Seattle Mayor Jenny Durkan’s paid community college tuition program relies upon the state’s poorest paid employees — part-time, or adjunct, instructors — some of whom live in desperate circumstances.

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What we wish for ourselves we should also wish for others. That wish is embodied in Seattle Mayor Jenny Durkan’s executive order to provide tuition for Seattle high school graduates to attend community and technical colleges.

Ironically, the mayor’s program to provide a stable career and a family-wage income relies upon the state’s poorest paid employees — part-time, or adjunct, instructors — some of whom live in desperate circumstances.

Even though the state’s 7,315 part-time instructors satisfy the same credential requirements as the 3,744 full-time instructors, award the same grades and credits, and have the same tuition charged for their classes, they receive roughly 60 cents on the dollar, in square denial of equal pay for equal work.

As if discounted pay weren’t enough, part-time instructors also are restricted from working full-time, which in itself can be a hardship. (As an adjunct at Olympic College since 1992 teaching 66 percent of full-time, my teaching income is around $20,000 annually.)

An even greater hardship is the lack of job security. While full-time instructors have secure, tenured jobs, part-time instructors’ jobs are precarious, being contracted term-by-term.

Some might consider these substandard working conditions and the discrimination inherent in the two-tiered workplace grounds for a second McCleary lawsuit, but the state government is not alone in bearing responsibility: Our state’s two faculty unions — the Washington Education Association (WEA) and American Federation of Teachers (AFT) Washington — are the exclusive representatives of the part-time faculty working conditions, though those unions focus far more on the upper tier of full-time instructors.

In a revealing comparison of Washington college faculty unions with those of British Columbia, writer Frank Cosco observes that: “[T]he key difference between B.C. and Washington … appears to be that faculty unions [in British Columbia] have found a way to normalize the conversion of contingent faculty to ‘regular’ faculty through collective bargaining.”

While Washington’s faculty unions have established no regularized advancement from part-time to full-time, they do promote, under the guise of helping part-time faculty, legislative efforts to fund new tenure-track lines, such as current 2nd Substitute House Bill 1168. But a few new full-time positions do not help the substandard working conditions of the state’s 7,315 part-timers.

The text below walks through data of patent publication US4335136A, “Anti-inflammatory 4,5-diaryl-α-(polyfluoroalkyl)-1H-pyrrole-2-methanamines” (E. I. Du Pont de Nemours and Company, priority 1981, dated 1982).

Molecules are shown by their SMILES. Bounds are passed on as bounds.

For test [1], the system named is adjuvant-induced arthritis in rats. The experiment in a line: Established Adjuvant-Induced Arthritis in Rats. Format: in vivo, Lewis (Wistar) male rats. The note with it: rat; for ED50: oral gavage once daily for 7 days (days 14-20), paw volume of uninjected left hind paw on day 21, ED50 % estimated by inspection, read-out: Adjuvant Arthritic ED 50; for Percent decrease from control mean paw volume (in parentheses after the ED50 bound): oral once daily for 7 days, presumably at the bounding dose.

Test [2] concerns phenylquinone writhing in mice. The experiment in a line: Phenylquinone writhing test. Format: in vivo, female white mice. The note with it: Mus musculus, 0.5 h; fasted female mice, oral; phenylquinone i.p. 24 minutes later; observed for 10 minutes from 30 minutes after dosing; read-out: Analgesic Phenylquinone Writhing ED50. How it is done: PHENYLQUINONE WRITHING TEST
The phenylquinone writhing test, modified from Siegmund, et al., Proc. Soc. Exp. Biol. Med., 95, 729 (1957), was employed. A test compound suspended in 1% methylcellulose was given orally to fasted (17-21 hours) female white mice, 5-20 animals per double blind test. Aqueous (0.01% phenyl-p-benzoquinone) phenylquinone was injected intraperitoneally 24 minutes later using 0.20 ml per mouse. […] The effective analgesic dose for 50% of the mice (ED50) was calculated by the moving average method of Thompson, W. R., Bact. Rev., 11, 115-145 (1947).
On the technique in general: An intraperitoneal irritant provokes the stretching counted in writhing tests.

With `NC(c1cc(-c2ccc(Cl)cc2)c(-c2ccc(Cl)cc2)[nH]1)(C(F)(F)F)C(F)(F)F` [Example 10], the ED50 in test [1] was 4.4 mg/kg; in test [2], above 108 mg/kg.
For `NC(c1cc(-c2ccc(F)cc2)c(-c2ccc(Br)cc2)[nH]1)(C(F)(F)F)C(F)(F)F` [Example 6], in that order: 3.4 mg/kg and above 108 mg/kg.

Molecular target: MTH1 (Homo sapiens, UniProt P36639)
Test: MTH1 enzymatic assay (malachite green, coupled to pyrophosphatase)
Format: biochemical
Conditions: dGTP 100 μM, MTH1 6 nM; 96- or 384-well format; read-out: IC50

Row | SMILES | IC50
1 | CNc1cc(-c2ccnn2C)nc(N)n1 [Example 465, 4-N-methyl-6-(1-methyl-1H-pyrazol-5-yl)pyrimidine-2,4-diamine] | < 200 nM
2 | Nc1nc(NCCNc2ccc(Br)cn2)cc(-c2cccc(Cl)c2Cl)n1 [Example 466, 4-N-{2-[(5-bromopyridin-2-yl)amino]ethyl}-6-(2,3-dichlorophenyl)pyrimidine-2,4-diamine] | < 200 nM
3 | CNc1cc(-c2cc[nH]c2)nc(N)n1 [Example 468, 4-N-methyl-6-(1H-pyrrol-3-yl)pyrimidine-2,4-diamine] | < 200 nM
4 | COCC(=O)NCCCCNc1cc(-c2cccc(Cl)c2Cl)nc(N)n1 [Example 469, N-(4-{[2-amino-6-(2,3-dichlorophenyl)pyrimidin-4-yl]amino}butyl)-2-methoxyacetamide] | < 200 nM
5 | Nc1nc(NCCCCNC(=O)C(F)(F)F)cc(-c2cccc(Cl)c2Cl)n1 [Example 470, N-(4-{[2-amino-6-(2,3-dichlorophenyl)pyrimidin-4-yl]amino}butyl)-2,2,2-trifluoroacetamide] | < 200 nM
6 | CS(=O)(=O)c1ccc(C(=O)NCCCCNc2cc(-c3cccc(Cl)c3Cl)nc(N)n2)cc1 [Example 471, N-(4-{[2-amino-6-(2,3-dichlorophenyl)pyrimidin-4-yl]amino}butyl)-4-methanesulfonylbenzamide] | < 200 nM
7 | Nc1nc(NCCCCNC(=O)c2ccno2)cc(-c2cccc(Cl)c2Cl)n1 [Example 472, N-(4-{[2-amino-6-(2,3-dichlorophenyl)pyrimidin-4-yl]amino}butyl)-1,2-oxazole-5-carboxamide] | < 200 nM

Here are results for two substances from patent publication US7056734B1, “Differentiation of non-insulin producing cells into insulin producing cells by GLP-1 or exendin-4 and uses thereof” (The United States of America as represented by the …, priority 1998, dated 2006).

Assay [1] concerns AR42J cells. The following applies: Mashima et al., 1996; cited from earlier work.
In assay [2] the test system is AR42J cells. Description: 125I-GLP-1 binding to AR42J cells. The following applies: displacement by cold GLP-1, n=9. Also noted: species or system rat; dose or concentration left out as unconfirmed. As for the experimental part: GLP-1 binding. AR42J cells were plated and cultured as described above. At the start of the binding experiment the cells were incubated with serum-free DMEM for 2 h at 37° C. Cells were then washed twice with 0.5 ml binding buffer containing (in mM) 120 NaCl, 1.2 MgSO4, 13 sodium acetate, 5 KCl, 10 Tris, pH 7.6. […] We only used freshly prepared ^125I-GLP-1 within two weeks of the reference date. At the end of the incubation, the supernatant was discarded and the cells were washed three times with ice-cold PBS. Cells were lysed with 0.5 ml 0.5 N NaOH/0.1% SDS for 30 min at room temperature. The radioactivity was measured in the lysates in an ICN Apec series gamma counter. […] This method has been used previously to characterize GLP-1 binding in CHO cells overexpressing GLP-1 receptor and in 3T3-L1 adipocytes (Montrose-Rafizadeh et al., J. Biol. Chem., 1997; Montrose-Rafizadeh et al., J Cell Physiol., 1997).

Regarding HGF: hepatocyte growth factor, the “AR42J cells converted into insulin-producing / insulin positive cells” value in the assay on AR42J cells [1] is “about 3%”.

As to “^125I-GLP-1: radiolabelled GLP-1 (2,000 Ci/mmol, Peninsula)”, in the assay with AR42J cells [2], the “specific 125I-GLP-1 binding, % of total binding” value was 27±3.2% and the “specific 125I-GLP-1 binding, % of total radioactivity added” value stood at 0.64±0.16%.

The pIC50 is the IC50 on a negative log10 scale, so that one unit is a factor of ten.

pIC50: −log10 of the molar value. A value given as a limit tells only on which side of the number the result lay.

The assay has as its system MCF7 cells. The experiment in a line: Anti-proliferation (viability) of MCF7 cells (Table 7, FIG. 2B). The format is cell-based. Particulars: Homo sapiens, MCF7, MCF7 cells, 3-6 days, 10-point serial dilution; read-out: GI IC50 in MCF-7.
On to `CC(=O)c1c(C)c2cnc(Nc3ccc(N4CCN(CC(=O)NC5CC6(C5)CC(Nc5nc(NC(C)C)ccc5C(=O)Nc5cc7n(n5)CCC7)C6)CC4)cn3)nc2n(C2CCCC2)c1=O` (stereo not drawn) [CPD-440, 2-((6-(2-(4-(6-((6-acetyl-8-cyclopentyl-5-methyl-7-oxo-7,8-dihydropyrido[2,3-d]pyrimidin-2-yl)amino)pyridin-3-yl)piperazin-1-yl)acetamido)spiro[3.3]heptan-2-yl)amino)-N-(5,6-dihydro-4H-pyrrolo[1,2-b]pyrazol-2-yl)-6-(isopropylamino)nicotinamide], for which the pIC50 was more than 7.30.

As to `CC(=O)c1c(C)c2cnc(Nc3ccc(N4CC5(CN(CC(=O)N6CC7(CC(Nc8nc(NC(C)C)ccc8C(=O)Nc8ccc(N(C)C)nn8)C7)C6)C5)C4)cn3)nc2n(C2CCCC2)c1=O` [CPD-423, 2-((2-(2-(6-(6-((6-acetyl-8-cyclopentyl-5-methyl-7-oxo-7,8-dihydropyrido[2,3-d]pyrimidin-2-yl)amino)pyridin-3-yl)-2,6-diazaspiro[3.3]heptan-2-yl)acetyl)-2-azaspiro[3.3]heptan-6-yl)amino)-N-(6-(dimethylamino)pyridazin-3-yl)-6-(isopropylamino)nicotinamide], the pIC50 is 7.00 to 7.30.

Cosco explains that the British Columbian approach, by contrast, has been “to bargain conversion or regularization of the person.” That is, once a faculty member completes a probationary period, he or she is automatically “regularized,” which means “the expectation and right to work until retirement.” In Washington colleges, one can teach for several decades but still not be assured of a job the following quarter.

Cosco further notes that the “automatic conversion of [part-time or] contingent faculty” profoundly impacts the “faculty culture.” Instead of a two-tier faculty ethos that dominates Washington community college campuses — and gives rise to inevitable elitist claims that full-time faculty must be superior to rationalize the difference in pay and working conditions — the British Columbia model offers a more genuine basis for equality and collegiality: All faculty can and do take part in shared governance. They can and do take part in research. They have enforceable academic freedom protections in the collective agreement from the first day they teach.

Most Washington faculty union leaders explain that the chief reason for the dismal working conditions of Washington part-time instructors is a lack of state funding. But while establishing equal pay would cost the state more than $100 million per biennium — testifying to the extent of part-time faculty underpayment — providing job security to part-time instructors who have proved themselves as capable educators along the lines of the British Columbian system costs no money.

The goodwill inherent in Mayor Durkan’s Seattle Promise program should be embraced by legislators and faculty unions and extended to our state’s part-time faculty. If we continue to assume that it is somehow acceptable to discriminate based on part-time status and deny equal pay for equal work, then perhaps we deserve an outcome more severe than another McCleary lawsuit.